Now it’s time to make the next pleat.  I measured 3cm from the edge to make the fold for the next pleat, pinning to secure, and measuring the start and finish marks at 8cm either side of the centre back seam.

headband 5

Pinning the next pleat- on all these pleats it’s nice to match the centre back seam line through the layers with a pin.

Sew this with a zig zag stitch with a seam 1.5cm  from the folded edge.

headband 6

Sewing the side pleats

Do the same for the other side pleat.  And voila!  Nearly there.

headband 8

Admire your handiwork

It’s a good idea to control those side pleats underneath so that they lie flat while you wear it & don’t try to poke out .   Fold each pleat towards the centre & pin.  Topstitch over the folded pleat using a zig zag, right sides up, close to the seam.

headband 9

Top stitching the side pleats with a zig zag

You’re done!

headband 10


Wear it well, wear it happy!

headband 11


u badger

Minerva Make: It’s yellow, it’s floral & it’s got a bow!

Hello again!  I’m thrilled to show you my October Minerva make.  Using some pretty yellow floral jersey I have made something I’ve been hankering after for a while: a tie neck jersey blouse.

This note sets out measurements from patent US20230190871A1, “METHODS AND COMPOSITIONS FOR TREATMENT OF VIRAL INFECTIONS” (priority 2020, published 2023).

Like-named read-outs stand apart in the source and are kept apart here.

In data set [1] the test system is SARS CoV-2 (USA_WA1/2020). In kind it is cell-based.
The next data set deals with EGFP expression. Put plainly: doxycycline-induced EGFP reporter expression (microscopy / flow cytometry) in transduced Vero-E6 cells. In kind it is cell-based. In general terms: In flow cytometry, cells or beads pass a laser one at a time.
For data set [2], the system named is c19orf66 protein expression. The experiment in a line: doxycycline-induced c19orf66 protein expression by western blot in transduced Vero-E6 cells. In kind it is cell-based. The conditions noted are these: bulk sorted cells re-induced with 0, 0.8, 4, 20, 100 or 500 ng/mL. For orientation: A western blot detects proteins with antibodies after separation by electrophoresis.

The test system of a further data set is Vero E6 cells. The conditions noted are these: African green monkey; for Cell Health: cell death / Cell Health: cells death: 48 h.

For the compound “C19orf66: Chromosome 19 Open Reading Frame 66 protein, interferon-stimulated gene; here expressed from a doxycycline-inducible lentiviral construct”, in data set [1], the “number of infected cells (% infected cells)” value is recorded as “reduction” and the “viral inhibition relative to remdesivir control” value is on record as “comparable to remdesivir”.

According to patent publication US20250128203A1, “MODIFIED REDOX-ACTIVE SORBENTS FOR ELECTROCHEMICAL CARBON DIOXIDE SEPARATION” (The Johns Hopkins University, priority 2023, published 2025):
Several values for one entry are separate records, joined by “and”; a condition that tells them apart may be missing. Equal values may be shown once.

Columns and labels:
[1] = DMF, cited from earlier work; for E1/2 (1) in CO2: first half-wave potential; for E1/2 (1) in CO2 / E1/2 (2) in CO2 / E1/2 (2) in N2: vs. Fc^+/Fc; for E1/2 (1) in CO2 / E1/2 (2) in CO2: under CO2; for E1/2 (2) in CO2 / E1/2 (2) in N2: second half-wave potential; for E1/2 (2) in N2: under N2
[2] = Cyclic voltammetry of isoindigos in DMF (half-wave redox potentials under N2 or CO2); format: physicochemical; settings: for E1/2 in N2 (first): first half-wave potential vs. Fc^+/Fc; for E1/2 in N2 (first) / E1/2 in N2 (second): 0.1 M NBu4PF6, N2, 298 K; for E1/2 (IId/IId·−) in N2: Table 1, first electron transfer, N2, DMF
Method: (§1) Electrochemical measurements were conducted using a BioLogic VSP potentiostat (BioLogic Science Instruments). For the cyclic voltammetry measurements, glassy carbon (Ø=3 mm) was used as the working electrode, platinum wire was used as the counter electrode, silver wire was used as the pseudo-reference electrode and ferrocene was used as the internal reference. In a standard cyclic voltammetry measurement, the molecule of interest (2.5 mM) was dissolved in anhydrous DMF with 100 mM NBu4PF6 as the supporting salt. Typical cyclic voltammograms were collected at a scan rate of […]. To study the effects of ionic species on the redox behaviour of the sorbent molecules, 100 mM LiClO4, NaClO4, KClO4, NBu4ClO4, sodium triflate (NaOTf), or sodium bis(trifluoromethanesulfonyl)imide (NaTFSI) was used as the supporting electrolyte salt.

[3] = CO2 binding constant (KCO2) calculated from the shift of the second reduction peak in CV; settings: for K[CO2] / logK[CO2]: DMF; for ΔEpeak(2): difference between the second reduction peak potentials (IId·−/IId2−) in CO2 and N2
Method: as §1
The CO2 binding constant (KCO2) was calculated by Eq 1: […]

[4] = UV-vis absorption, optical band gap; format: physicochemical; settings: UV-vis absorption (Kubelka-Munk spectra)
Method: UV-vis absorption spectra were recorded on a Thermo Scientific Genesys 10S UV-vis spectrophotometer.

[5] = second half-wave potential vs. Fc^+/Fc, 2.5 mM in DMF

Tie me down top

I’ve a thing for tie neck tops & dresses but for me the epitome of style & easy living had to be taking the beautiful tie neck style & making it in an easy to care for and very easy to wear knit fabric.

tie me down top

So the pattern I chose was a Hot Patterns number, HP 1002, Metropolitan Tie me down tops.   It’s a pattern designed for using with knits but it’s got some cute detailing in addition to the tie neck which led me to try a new technique: shirring.

tie me down top shirring

The design calls for a line of shirring at the back waist to cinch in & provide some shaping.  It also has a few lines of shirring at the shoulders that give the charming impression of smocking, as well as around the cuffs for the longer sleeved version.


Everyone had said shirring’s a piece of cake, give it a go, but I’d been a little dubious & avoided it.  The tips will all tell you to hand-wind the shirring elastic onto the bobbin, making sure you don’t stretch it.  This seemed to work fine for me.

Tie me down top back shirring

And  let me tell you that it’s actually fun & what’s more pretty adjustable after the sewing to get the amount of gathering you want.

Tie me down top back